This isn’t just about pedalling and wet bums in the Dunedin weather, for commuters that don’t need to move groceries and children to school and ballet class. Or lil skateboarders out for a thrill.

          Plus, some of us definitely won’t end up in IT, working in the cosy warehouse precinct – with a house on the flat.

      • ## ODT Online Wed, 18 Sep 2013
        Editorial: Cars, trucks and bikes in Dunedin

        The Editorial comments …… “It seems, too, that no matter the efforts, public transport patronage remains modest. Dunedin population numbers and densities are just too low and private transport just too convenient and cheap.

        While increased bus use might be advantageous for various reasons, that does not mean it is going to happen.”

        And isn’t that the reality of it all. When I look around I always see convoys of empty busses and empty cycle lanes. Where are the cyclists and bus patrons?

        And when I look at this ‘strategy’ I see millions added to the debt that has to be sustained by a diminishing rating base. Who are these so called strategists?

        Mick

        • Draft Dunedin City Transport Strategy 2013
          http://www.dunedin.govt.nz/whats-on/transport-strategy-2013 [all related documents]

          Mick, I understand from a conversation had yesterday with a council staffer that (ex DCC chief executive) Jim Harland for NZTA is putting pressure on DCC to get the draft strategy signed off. Perhaps others can elucidate on this (funding) aspect.

          Starter list of strategists includes:

          (don’t worry about the order or level of importance, this one’s been coming on the boil for a long time, in fact, years… line in the sand, let’s start with the Your City Our Future (YCOF) forum started by Jim Harland in 2010, to which I and many others were invited/hand-picked… it’s still evolving with Liability Cull’s blessing)

          DCC panel for the strategy: Crs Kate Wilson (chair), Teresa Stevenson, Lee Vandervis, Jinty MacTavish and Andrew Noone.

          DCC Planning and Environment Committee, chaired by Cr Kate Wilson.

          Greater Dunedin

          DCC Transportation Planning:
          Sarah Connolly, DCC Transportation Planning Manager.
          She encouraged people to have their say on the draft strategy: [Calling all LIFESTYLERS !! DCC press release via Scoop 19.7.13] “It is important to remember the transport system exists to support the movement of people and goods so people can enjoy their way of life. That’s why we are asking people if we have got the priorities and ideas right. We want to know what people think so we can develop a final plan that will meet future challenges while maintaining Dunedin’s great lifestyle.” Then…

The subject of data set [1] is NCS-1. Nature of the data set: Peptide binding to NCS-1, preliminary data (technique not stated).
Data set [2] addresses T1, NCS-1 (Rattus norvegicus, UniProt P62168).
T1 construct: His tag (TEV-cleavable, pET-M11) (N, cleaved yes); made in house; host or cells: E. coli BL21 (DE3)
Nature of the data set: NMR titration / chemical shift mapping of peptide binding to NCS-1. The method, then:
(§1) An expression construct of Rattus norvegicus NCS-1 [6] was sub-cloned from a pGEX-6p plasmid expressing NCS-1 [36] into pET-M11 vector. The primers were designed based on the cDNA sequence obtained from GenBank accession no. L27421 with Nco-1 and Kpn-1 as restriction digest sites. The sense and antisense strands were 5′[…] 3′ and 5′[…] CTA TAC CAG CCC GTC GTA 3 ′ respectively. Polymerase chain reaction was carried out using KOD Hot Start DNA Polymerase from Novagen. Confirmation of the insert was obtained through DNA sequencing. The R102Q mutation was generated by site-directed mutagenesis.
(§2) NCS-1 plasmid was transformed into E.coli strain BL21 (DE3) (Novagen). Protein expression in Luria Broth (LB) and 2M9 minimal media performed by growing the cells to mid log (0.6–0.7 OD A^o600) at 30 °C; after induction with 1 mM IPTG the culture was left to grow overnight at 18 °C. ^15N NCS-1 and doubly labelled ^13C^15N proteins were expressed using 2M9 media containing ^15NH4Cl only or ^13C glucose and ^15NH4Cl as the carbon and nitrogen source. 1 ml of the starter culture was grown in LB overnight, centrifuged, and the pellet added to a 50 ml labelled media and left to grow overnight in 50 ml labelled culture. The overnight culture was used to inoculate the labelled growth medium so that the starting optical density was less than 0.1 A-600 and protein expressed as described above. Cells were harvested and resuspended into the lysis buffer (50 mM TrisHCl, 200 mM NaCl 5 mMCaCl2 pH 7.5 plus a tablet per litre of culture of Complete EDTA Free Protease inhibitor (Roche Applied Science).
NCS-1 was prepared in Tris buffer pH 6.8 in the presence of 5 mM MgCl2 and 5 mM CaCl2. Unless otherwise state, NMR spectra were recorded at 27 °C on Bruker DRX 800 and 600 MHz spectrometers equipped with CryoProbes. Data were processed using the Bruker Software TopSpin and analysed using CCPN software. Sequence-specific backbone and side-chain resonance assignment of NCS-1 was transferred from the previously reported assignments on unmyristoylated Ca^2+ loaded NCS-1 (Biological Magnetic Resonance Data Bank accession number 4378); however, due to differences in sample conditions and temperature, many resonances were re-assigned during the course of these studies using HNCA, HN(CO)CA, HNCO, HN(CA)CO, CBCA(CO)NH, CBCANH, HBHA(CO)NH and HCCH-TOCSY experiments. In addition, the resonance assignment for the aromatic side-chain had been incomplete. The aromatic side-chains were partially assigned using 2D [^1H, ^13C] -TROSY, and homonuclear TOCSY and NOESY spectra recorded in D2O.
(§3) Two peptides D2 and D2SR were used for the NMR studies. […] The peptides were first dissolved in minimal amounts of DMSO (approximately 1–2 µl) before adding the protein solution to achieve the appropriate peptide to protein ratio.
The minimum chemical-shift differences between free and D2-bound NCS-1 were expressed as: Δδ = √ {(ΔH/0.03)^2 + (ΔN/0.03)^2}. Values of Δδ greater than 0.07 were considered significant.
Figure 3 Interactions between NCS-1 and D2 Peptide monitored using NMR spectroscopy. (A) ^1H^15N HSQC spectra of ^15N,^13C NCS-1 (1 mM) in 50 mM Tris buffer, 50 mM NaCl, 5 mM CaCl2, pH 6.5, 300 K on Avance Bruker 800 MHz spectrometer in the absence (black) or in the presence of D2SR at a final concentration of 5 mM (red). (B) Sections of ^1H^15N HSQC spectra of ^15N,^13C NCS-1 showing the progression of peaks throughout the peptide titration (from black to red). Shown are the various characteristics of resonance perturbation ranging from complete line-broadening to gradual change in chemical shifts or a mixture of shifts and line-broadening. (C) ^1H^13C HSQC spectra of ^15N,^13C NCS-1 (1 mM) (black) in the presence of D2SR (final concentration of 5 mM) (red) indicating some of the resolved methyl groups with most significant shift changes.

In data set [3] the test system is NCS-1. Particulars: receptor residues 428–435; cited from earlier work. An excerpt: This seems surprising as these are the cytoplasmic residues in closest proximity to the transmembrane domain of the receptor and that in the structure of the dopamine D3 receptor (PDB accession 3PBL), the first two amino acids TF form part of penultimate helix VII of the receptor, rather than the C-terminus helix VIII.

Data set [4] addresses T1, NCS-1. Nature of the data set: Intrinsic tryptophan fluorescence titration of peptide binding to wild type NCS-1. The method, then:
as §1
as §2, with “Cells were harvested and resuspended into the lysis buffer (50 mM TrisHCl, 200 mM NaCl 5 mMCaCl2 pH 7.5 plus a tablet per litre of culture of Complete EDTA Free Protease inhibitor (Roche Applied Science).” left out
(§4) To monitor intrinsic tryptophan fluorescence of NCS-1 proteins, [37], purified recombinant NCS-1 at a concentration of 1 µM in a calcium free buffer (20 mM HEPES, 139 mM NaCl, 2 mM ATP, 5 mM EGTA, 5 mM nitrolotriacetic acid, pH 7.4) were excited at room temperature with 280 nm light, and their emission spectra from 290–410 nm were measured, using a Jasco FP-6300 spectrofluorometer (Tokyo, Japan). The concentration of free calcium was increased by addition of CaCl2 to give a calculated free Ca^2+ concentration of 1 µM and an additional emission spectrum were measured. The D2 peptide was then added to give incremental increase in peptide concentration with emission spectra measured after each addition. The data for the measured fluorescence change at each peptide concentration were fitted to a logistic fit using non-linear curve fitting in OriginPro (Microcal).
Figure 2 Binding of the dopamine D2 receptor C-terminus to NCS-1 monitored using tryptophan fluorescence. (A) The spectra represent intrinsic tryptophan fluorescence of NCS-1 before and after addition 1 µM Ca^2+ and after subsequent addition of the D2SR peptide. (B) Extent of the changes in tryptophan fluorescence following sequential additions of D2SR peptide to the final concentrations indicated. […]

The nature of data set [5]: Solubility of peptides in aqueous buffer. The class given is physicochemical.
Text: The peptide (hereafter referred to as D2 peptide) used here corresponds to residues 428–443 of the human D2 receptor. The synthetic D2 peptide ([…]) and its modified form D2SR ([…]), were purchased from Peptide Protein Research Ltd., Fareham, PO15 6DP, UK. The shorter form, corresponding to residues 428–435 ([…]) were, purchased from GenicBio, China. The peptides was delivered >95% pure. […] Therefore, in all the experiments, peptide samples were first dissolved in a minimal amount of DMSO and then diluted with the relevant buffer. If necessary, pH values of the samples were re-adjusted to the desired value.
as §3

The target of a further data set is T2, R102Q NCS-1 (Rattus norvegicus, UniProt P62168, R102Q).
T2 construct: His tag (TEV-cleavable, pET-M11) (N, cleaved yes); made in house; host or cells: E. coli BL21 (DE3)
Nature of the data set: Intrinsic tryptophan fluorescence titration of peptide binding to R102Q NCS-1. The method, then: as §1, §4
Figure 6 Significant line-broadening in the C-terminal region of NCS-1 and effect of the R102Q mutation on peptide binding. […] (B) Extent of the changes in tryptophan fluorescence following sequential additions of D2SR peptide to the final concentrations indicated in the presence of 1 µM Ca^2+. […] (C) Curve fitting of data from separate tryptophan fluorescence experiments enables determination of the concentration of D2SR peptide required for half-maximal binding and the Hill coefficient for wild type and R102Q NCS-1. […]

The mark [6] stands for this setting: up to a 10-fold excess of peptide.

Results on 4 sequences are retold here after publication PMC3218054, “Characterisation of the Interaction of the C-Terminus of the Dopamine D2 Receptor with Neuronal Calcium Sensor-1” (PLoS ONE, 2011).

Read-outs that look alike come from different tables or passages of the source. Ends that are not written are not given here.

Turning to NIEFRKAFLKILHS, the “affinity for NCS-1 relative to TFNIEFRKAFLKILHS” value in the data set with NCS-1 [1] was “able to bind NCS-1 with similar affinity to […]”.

[ODT 30.8.13] “Council transportation planning manager Sarah Connolly also defended the strategy, saying international consultants had helped shape it.”
          [ODT 29.8.13] there were 59 submitters on the strategy – 26 supported the strategy, 4 did not, and 29 did not state a position.

          Graeme Hamilton, Council transportation acting group manager.

          Sue Bidrose, DCC General Manager
          Tony Avery, DCC General Manager

          Anna Johnson, Manager, City Development Team

          Jim Harland, NZTA Regional Director Southern ?
          Simon Underwood, NZTA Projects Team Manager ?

          Cycling Lobby – eg Spokes Dunedin (secretary Dr Robert Thompson; search more online).
          Generation Zero (Harriet Leadbetter, Heather Bosselmann and Tod Coxhead).
          Sustainable Dunedin ?
          Blueskin Resilient Communities Trust (Scott Willis).
          University of Otago Centre for Sustainability (director Janet Stephenson thinks it ”refreshing” to see the issue of climate change back on the agenda, “It’s incredibly important we take action on climate change.” ODT 15.8.13)
          Other networked UoO/OP staff, students, PhDs and Professors involved in things ‘greenish’.
          Waitati resident Hagen Bruggemann (trialling retrofitted electric-powered cars).
          Transition Towns – Waitati/Blueskin and NEV (check online).
          Green Party ?
          Dunedin South MP Clare Curran (Labour)

          etc etc

          Oh yeah!
          DCC [PDF, 1.339 MB] Climate Change – Impacts on Dunedin Report April 2010
          12 Apr 2010: This report outlines the expected current best estimates of climate change for Dunedin. This report has been received but is yet to be adopted by the Council.

        • THIS IS THE LATEST BOMBSHELL – HOT PRESS

          Dunedin City Council – Media Release
          Options to Improve Cycle Safety Released

          This item was published on 18 Sep 2013.

          The community will be consulted on two preferred long-term options for improving the safety of Dunedin’s one-way sections of State Highway 1.

          The NZ Transport Agency (Transport Agency) has been working with the Dunedin City Council (DCC) and cycle advocacy group Spokes to improve cycle safety on the one-way streets through the central city. This is in response to a rethink of how cycle safety should be managed within the city following cyclist fatalities in 2011 and 2012 on the one-way system.